Distributed Innovation, Frank Gehry, and Peter B. Lewis Building

4 04 2011

Image by Bryan Chang (via Flickr)

This past Saturday, my wife and I were able to take a behind the scenes tour of the Peter B. Lewis building by Frank Gehry on the campus of Case Western Reserve University.  The tour was led by Dr. Richard Bolland of the Weatherhead School of Management at Case.  Dr. Bolland was an interesting choice to lead the tour because he not only works in the building, but was part of the programming and design as part of the team representing the University.  As a result of, or at least influenced by that experience, Dr. Bolland has recently focussed his research on design and what he called “distributed innovation”.  Of the entire tour, I felt that this was one of the most interesting, thought-provoking parts of the entire tour.

PBL Looking towards Lake Erie (thanks Flickr, namely fitchdnld)

Partially because Gehry uses a proprietary software (sure you can make the argument that CATIA/Project Designer is not used exclusively for Gehry Partners, but that’s another argument), partly because of Gehry’s free-flowing design, and partly because of the construction process, the PBL created some very unique issues in both design and construction.  What Dr. Bolland realized is that the process of design has changed!  Because of the use of 3d modeling, because of the interactivity between the designer and the contractor (and subsequently sub-contractors), and because of the advances in building technologies, the communication and flow of information becomes the something that we as a profession haven’t seen before.  We no longer are sharing 2 dimensional representations of our ideas, but we can virtually create the walls, the spaces, the windows, and as a result the building.  This information is no longer a one way street, but more a conversation.  This flow of information leads to the distributed innovation that Dr. Bolland referred to.  The idea when broken down (if I understand it correctly) is that the innovation in one profession (architecture in this case by the way of BIM/CATIA) influences and necessitates innovation in other industries (contractors, fabricators, framers, and drywallers).  In order to create the space designed, it was necessary for the architect to share with the builders more than just the drawings, but sharing the 3d model, breaking down where the framing should be.  By doing this, the builders begin creating a conversation with the designer, and can have a better understanding of the designer’s intent.  As a result of this process, the designer is happy because the finished building is closer to the original intent, the builder is happy because they have produced a top quality product, and the client is happy because they have a building that is fully coordinated (hopefully) resulting in a savings.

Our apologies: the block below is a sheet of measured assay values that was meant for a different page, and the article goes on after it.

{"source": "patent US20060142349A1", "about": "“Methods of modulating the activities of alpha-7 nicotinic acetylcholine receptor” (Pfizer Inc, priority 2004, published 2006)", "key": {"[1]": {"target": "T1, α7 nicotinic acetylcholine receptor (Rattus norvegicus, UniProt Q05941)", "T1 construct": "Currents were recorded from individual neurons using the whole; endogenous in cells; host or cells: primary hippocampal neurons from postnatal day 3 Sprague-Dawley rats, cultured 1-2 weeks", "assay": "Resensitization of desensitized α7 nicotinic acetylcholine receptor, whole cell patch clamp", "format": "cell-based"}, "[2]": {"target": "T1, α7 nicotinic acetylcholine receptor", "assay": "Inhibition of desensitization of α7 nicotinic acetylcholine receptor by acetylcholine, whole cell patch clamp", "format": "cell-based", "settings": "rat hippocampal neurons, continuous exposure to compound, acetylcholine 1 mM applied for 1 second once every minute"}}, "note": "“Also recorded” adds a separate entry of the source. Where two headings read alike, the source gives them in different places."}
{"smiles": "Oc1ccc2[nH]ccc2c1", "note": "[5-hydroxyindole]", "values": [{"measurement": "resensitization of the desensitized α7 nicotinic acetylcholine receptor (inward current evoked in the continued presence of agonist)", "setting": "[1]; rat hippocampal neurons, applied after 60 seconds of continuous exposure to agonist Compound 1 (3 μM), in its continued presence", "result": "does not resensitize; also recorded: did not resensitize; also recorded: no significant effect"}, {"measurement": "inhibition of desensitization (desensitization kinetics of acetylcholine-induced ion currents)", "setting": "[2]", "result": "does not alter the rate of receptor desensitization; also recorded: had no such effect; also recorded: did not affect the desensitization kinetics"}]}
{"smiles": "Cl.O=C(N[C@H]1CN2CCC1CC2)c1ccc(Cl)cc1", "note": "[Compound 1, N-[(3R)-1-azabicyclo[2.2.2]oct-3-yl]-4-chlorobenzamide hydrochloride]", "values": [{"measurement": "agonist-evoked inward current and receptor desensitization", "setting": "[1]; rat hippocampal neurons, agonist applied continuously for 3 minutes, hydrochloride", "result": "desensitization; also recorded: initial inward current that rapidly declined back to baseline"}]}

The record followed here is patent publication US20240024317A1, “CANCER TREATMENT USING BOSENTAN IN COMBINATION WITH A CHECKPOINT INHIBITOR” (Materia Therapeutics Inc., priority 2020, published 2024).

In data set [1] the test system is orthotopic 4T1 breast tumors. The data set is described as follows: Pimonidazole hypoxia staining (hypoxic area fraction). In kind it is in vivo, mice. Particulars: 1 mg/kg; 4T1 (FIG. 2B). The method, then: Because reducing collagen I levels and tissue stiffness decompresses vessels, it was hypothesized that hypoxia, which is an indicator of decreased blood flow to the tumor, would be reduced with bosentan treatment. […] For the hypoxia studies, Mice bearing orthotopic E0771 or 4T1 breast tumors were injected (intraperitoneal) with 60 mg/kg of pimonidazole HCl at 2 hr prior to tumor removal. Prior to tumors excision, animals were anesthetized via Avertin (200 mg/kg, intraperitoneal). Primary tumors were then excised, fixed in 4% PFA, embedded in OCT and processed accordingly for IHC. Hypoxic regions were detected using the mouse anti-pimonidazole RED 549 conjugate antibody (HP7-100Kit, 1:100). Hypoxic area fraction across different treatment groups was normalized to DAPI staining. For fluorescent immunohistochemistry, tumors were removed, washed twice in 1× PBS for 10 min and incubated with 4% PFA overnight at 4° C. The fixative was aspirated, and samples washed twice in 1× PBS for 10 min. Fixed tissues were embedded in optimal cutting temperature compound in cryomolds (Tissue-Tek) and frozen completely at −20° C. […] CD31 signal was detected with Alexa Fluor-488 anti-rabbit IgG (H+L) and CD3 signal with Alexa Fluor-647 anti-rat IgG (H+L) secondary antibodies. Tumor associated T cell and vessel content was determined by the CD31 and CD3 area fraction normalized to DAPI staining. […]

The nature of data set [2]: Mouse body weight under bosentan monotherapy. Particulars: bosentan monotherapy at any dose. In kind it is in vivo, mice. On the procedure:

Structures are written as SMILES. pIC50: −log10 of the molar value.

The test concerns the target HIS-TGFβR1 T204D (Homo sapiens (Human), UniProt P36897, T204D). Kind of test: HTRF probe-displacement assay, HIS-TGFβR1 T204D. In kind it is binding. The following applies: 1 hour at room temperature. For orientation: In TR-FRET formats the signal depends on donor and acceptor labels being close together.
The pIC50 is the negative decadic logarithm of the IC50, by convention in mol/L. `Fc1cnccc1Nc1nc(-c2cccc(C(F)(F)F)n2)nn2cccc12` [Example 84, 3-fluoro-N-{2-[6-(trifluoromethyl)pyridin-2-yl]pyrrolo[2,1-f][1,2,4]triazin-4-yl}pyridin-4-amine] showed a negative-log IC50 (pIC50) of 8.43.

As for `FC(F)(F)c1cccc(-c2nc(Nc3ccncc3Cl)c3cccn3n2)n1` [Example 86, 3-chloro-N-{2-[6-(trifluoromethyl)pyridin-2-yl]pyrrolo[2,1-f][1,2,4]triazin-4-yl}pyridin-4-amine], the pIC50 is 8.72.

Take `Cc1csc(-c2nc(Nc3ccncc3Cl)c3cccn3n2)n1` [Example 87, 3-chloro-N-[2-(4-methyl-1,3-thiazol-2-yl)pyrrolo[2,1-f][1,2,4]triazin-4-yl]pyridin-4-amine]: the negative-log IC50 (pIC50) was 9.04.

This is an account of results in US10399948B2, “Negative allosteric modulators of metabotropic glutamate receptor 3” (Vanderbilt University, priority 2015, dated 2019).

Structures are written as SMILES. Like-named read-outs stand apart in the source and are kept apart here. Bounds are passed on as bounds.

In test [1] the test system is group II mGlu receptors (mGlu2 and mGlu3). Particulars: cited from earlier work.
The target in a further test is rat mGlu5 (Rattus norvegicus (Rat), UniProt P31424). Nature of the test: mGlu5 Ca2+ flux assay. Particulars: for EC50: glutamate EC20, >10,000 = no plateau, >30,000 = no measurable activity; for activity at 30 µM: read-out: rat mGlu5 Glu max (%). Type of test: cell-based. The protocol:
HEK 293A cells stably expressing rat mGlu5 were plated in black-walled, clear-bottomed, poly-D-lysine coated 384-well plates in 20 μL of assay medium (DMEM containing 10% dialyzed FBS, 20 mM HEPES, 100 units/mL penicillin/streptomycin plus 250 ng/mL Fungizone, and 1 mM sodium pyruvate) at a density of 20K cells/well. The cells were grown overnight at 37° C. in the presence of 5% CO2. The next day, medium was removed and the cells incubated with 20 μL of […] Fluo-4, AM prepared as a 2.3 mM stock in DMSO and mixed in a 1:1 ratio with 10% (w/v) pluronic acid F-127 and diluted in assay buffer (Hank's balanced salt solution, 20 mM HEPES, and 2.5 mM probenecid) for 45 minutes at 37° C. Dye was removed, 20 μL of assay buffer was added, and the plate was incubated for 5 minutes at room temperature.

Image from Flickr (I forgot my Camera) - Thanks to Wayne Chen

Now while this sounds like IPD (Integrated Project Delivery), it’s important to realize that distributed innovation and IPD aren’t necessarily the same thing.  IPD is the way a project is set up from a contractual stand point, distributed innovation is what happens between industries as an evolution of one’s innovation.  The teamwork and open, information sharing attitude between all parties is certainly the ideal and hope behind IDP, but the distributed innovation is what happens as a result of various people working together for a common goal.  IPD works to align the incentives of every team member to promote the teamwork.  However, there are plenty of other ways to share the knowledge and create a network for distributed innovation.  Websites that host tutorials and user forums, user groups, webinars, software sponsored conferences all contribute to the distributed innovation.  To see a list of some of examples, check out my Links page!




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